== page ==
Toy studies and inference#

While a single fit is useful, it does not say a lot about the uncertainty of the result and whether the fit is biased in any way or not.

Many statistical methods, such as obtaining sWeights, (Feldman and Cousins) Confidence Interval, setting limits and more are all covered it the hepstats library, which work directly with zfit parts.

For other toy studies, models offer a sampler function that can be used for repeated sampling.

Playing with toys: Multiple samplings#

The method create_sampler() returns a sampler that can be used like a Data object (e.g. for building a ZfitLoss). The sampling itself is not yet done but only when resample() is invoked. The sample generated depends on the original pdf at this point, e.g. parameters have the value they have when the resample() is invoked. To have certain parameters fixed, they have to be specified either on create_sampler() via fixed_params, on resample() by specifying which parameter will take which value via param_values or by changing the attribute of Sampler.

Reusing the model, obs and parameters from Building a model, this is typically how toys look like:

import os
os.environ["ZFIT_DISABLE_TF_WARNINGS"] = "1"

import zfit
from zfit import z
import numpy as np

obs = zfit.Space('x', limits=(4800, 6000))

mu1 = zfit.Parameter("mu1", 1.)
sigma1 = zfit.Parameter("sigma1", 1.)
gauss1 = zfit.pdf.Gauss(obs=obs, mu=mu1, sigma=sigma1)

mu2 = zfit.Parameter("mu2", 1.)
sigma2 = zfit.Parameter("sigma2", 1.)
# using the previous gaussians and obs to create a model

gauss3 = zfit.pdf.Gauss(obs=obs, mu=mu2, sigma=sigma2)
model = zfit.pdf.SumPDF([gauss1, gauss3], fracs=0.4)

sampler = model.create_sampler(n=1000,fixed_params=True)
nll = zfit.loss.UnbinnedNLL(model=model, data=sampler)

minimizer = zfit.minimize.Minuit()

results = []
nruns = 5
for run_number in range(nruns):
    # initialize the parameters randomly
    sampler.resample()  # now the resampling gets executed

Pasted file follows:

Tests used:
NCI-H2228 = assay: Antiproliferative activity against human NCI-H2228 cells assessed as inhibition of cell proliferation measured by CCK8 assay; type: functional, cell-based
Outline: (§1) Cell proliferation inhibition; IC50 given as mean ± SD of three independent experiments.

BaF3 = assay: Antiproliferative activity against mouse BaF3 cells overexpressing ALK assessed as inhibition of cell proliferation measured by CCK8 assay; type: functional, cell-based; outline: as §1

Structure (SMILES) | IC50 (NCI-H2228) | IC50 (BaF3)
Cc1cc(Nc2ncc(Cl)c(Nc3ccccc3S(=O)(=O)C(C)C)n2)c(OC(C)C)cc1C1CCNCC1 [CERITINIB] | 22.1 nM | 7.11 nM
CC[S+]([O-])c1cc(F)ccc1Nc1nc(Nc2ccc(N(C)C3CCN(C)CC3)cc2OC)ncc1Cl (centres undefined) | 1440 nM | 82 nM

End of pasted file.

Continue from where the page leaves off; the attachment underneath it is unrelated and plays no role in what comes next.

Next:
sigma1.set_value(abs(np.random.normal()) + 0.5)

    result = minimizer.minimize(nll)

    # safe the result, collect the values, calculate errors...

Here we fixed all parameters as they have been initialized and then sample. If we do not provide any arguments to resample, this will always sample now from the distribution with the parameters set to the values when the sampler was created.

To give another, though not very useful example:

# create a model depending on mu1, sigma1, mu2, sigma2

sampler = model.create_sampler(n=1000, fixed_params=[mu1, mu2])
nll = zfit.loss.UnbinnedNLL(model=model, data=sampler)

sampler.resample()  # now it sampled

# do something with nll
minimizer.minimize(nll)  # minimize

# note that the nll, being dependent on ``sampler``, also changed!

The sample is now resampled with the current values (minimized values) of sigma1, sigma2 and with the initial values of mu1, mu2 (because they have been fixed).

We can also specify the parameter values explicitly by using the following argument. Reusing the example above

sampler.resample(param_values={sigma1: 5})

The sample (and therefore also the sample the nll depends on) is now sampled with sigma1 set to 5.

If some parameters are constrained to values observed from external measurements, usually Gaussian constraints, then sampling of the observed values might be needed to obtain an unbiased sample from the model. Example:

# same model depending on mu1, sigma1, mu2, sigma2

constraint = zfit.constraint.GaussianConstraint(params=[sigma1, sigma2],
                                                observation=[1.0, 0.5],
                                                uncertainty=[0.1, 0.05])

n_samples = 5

sampler = model.create_sampler(n=n_samples, fixed_params=[mu1, mu2])
nll = zfit.loss.UnbinnedNLL(model=model, data=sampler, constraints=constraint)

constr_values = constraint.sample(n=n_samples)

for constr_params, constr_vals in constr_values.items():
    # do something with nll, temporarily assigning values to the parameters
    with zfit.param.set_values(constr_params, constr_vals):
        minimizer.minimize(nll)  # minimize